Staff threaten industrial action at University of Portsmouth 

University of Portsmouth workers on strike in 2016    Picture: Miles O'Leary
University of Portsmouth workers on strike in 2016 Picture: Miles O'Leary

AS STUDENTS prepare to return to university after their summer break there has been a warning over potential disruption due to industrial action.

The University and College Union is to ballot more than 80,000 members over disputes relating to rates of pay and salary disparity with senior staff.

UCU regional representative Dr James Hicks

UCU regional representative Dr James Hicks

Members have decided to ballot for action after a final pay offer of two per cent was put forward by regulatory body the Universities and Colleges’ Employers Association.

Portsmouth professor and regional union representative, Dr James Hicks, said: ‘The current pay offer is two per cent. Historically, taking inflation into account, our pay has fallen by 19.3 per cent since the aftermath of the financial crisis.

‘We are requesting a pay rise which reflects the real terms pay decrease since 2009. We are looking for at least 7.5 percent which is well above the current pay offer.’

University staff in Portsmouth went on strike in 2016 over a pay offer of 1.1 per cent, also slating the fact that vice-chancellors had received an average rise of 6.1 per cent..

UCU general secretary, Sally Hunt, added: ‘The pay offers do nothing to address years of decline in the value of our members’ pay and have left us with no option but to ballot for strike action.’

The UCU highlighted that in addition to the rise in the cost of living a key issue for members is the ‘pay comparison with those at the top.’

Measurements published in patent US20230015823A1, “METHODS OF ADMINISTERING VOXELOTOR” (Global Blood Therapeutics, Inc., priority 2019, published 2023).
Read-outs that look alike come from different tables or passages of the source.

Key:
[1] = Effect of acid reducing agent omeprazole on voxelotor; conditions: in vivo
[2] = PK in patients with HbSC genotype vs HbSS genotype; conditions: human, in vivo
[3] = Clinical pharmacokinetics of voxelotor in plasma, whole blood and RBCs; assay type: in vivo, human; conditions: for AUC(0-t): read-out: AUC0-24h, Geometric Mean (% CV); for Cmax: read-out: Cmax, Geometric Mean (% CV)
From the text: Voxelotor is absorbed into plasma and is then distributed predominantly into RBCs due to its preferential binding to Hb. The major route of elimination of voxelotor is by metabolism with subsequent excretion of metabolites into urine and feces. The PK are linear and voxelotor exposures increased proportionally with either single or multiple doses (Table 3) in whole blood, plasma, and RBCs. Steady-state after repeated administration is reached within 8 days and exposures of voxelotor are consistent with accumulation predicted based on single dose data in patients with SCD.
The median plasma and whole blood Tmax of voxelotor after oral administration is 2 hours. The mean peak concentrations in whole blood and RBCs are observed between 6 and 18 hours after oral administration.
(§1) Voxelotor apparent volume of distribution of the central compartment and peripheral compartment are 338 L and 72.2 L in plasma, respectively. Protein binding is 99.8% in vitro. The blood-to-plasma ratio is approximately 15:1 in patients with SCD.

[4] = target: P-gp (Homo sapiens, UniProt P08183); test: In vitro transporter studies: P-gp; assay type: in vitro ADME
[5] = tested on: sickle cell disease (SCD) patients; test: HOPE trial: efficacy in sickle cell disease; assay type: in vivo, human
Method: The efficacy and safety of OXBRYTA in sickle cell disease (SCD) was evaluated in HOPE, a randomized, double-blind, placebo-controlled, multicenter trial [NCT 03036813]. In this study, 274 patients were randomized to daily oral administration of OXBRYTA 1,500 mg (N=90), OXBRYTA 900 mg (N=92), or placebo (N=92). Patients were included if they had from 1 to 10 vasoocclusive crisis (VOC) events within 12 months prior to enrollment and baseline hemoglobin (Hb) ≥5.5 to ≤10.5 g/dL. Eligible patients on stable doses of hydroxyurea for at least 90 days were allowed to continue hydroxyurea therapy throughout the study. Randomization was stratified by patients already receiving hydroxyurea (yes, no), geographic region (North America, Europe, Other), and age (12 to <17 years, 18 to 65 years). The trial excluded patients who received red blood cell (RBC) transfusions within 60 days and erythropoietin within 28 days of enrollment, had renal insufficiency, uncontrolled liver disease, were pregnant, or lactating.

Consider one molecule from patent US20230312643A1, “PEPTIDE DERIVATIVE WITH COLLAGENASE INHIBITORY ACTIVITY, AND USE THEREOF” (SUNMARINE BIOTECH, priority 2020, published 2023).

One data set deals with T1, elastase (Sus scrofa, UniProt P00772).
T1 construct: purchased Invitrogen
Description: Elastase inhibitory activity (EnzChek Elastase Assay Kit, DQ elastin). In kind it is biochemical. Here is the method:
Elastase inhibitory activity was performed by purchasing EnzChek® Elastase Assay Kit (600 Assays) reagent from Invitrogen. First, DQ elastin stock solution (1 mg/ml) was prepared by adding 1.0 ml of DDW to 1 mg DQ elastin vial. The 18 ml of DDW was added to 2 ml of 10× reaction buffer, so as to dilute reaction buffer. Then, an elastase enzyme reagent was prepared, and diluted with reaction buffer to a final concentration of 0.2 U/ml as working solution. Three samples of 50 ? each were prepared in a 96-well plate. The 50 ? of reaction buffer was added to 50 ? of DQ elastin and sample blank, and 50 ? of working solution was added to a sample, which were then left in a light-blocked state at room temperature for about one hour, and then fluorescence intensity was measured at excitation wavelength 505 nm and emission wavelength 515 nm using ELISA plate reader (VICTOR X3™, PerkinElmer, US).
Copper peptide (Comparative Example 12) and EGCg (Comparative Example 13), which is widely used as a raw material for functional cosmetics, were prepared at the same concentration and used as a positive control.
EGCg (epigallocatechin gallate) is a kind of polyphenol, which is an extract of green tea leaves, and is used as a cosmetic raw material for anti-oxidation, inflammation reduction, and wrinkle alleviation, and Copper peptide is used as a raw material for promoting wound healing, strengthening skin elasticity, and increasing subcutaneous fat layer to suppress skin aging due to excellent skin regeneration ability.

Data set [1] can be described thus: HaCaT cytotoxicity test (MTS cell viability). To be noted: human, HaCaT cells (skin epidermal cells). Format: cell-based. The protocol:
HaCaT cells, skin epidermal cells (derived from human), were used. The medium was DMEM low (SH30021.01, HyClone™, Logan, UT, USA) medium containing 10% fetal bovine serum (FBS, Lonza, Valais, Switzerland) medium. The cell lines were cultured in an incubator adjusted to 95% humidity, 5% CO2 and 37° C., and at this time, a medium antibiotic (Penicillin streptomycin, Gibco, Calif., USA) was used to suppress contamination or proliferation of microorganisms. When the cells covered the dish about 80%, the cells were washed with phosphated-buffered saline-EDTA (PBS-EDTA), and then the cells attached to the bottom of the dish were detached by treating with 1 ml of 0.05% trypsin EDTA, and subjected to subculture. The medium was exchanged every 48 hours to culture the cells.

Ms Hunt claimed: ‘Staff working at our colleges and universities have had enough of seeing their wages held down while some principals and vice chancellors receive double digit pay rises and max out expense accounts.’

‘My belief is that there appears to be a move towards an increased greed at the very top with a ‘me me me’ culture,’ added Dr Hicks.

A key are of concern for Dr Hicks is how such pay rises are awarded and regulated.

 ‘At the very top positions the pay is set by the board of governors. The difficulty is that board of governors don’t answer to anyone.’

There are no shareholders. When one person leaves new members are self-appointed by other members of the governing body. At some universities proposed new members are vetted by the vice chancellor – this is interesting as that person will then go and set the vice chancellors pay,’ explained Dr Hicks. 

The ballot for members is due to take place on Thursday, October 18 and Friday, October 19 with universities including Portsmouth, Southampton, Winchester and Southampton Solent all set to be affected.

Dr Hicks added that the initial ballot was to decide whether industrial action will take place and that nothing as yet has been finalised as to what that action might be.